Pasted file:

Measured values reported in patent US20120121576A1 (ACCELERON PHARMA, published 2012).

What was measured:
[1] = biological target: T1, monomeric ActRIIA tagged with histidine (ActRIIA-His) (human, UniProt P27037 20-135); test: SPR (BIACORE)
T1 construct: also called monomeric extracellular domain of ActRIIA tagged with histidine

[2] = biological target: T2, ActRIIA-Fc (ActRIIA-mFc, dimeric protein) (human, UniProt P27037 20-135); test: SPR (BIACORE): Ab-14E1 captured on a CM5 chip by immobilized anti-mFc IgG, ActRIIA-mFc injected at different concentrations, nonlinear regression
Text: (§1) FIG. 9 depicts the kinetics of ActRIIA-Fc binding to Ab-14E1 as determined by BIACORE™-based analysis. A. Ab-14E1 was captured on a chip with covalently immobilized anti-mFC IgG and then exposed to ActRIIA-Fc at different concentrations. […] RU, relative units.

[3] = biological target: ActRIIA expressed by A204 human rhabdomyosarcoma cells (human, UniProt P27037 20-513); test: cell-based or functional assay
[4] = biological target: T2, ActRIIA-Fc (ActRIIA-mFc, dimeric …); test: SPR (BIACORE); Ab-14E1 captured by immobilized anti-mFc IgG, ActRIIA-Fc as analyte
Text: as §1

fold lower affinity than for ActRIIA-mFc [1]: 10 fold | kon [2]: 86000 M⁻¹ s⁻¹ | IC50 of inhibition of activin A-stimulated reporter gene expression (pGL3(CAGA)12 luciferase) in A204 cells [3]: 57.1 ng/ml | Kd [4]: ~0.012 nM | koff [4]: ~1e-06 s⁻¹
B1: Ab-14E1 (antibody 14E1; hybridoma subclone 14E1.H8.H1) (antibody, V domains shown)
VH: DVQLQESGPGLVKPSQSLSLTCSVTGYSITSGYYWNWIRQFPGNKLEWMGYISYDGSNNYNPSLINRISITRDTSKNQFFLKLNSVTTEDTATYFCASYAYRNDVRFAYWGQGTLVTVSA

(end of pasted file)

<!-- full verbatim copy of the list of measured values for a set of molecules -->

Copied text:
Measured values reported in patent US20120121576A1 (ACCELERON PHARMA, published 2012).

What was measured:
[1] = biological target: T1, monomeric ActRIIA tagged with histidine (ActRIIA-His) (human, UniProt P27037 20-135); test: SPR (BIACORE)
T1 construct: also called monomeric extracellular domain of ActRIIA tagged with histidine

[2] = biological target: T2, ActRIIA-Fc (ActRIIA-mFc, dimeric protein) (human, UniProt P27037 20-135); test: SPR (BIACORE): Ab-14E1 captured on a CM5 chip by immobilized anti-mFc IgG, ActRIIA-mFc injected at different concentrations, nonlinear regression
Text: (§1) FIG. 9 depicts the kinetics of ActRIIA-Fc binding to Ab-14E1 as determined by BIACORE™-based analysis. A. Ab-14E1 was captured on a chip with covalently immobilized anti-mFC IgG and then exposed to ActRIIA-Fc at different concentrations. […] RU, relative units.

[3] = biological target: ActRIIA expressed by A204 human rhabdomyosarcoma cells (human, UniProt P27037 20-513); test: cell-based or functional assay
[4] = biological target: T2, ActRIIA-Fc (ActRIIA-mFc, dimeric …); test: SPR (BIACORE); Ab-14E1 captured by immobilized anti-mFc IgG, ActRIIA-Fc as analyte
Text: as §1

fold lower affinity than for ActRIIA-mFc [1]: 10 fold | kon [2]: 86000 M⁻¹ s⁻¹ | IC50 of inhibition of activin A-stimulated reporter gene expression (pGL3(CAGA)12 luciferase) in A204 cells [3]: 57.1 ng/ml | Kd [4]: ~0.012 nM | koff [4]: ~1e-06 s⁻¹
B1: Ab-14E1 (antibody 14E1; hybridoma subclone 14E1.H8.H1) (antibody, V domains shown)
VH: DVQLQESGPGLVKPSQSLSLTCSVTGYSITSGYYWNWIRQFPGNKLEWMGYISYDGSNNYNPSLINRISITRDTSKNQFFLKLNSVTTEDTATYFCASYAYRNDVRFAYWGQGTLVTVSA